Sherdog.com’s WMMA Pound-for-Pound Top 10

By Sherdog.com Staff Apr 14, 2017


The Ultimate Fighting Championship and Bellator MMA both have women's featherweight champions now. They have even fought one another before as it happens, way back in the Strikeforce days. While Germaine de Randamie and Julia Budd may both have gold belts, only one of them is on our list, although the other did boot Holly Holm out of our top 10.

Holm's head kick on Ronda Rousey remains the most significant and richest win in women's mixed martial arts history, but with de Randamie toppling the former UFC women's bantamweight champion at UFC 209, “The Preacher's Daughter,” our previous No. 8, is off this list after her third straight loss.

Meanwhile, at Bellator 174, Budd won her eighth bout in a row, knocking off women's MMA pioneer Marloes Coenen, punching her out in the fourth round and retiring the Dutch all-time great. There is no doubt that Cristiane “Cyborg” Justino still rules the roost at 145 pounds, but over the last four years, Budd has steadily taken out top-10 featherweight opposition. For that, she debuts on this list at No. 10.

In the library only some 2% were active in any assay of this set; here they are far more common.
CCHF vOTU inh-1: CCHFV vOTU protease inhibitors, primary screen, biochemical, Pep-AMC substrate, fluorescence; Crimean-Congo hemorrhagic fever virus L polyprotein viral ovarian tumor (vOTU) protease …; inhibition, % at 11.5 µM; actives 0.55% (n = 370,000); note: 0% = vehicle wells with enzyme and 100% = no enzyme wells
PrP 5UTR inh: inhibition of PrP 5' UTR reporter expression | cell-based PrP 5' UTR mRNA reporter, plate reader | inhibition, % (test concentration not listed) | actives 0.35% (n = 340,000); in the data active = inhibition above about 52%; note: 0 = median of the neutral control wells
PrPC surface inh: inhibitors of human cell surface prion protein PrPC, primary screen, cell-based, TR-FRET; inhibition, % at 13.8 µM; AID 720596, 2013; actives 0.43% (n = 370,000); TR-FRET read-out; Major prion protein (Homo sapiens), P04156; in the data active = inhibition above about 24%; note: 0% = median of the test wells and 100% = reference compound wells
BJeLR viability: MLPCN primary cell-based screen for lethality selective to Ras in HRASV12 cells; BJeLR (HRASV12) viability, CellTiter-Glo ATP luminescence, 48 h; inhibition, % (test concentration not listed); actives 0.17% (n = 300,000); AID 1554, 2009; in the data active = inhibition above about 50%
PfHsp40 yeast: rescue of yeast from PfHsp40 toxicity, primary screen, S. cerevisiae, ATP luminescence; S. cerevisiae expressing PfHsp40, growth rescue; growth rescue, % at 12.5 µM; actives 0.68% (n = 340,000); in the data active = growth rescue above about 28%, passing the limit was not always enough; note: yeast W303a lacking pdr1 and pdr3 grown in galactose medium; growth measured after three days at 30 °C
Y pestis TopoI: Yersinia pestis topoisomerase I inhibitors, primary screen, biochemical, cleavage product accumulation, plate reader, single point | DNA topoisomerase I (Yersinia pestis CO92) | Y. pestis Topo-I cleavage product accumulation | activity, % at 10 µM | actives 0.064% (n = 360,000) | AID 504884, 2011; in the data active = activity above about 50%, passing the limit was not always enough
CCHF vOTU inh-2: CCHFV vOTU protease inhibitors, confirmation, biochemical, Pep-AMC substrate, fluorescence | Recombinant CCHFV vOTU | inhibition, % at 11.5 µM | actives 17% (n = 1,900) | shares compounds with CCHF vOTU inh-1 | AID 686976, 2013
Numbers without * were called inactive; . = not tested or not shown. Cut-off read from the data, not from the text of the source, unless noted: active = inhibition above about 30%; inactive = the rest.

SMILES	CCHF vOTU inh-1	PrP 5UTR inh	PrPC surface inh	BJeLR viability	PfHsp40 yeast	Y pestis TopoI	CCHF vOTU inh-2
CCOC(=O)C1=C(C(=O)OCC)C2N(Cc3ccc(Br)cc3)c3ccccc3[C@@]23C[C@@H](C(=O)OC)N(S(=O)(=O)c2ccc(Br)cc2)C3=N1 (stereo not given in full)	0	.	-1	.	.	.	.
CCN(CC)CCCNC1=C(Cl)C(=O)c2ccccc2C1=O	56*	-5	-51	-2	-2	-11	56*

It certainly has not been good times for everyone with belts, though. Invicta Fighting Championships atomweight champion Ayaka Hamasaki, ranked seventh in our last update, decided to revisit her time as a standout strawweight and moved back up to 115 pounds at Invicta 22. Unfortunately, former Invicta champ Livia Renata Souza blazed her with punches in less than two minutes, perhaps reminding Hamasaki of why she dropped to 105 pounds in the first place. She may still be the top atomweight in the world, but she falls to No. 8 on our pound-for-pound list.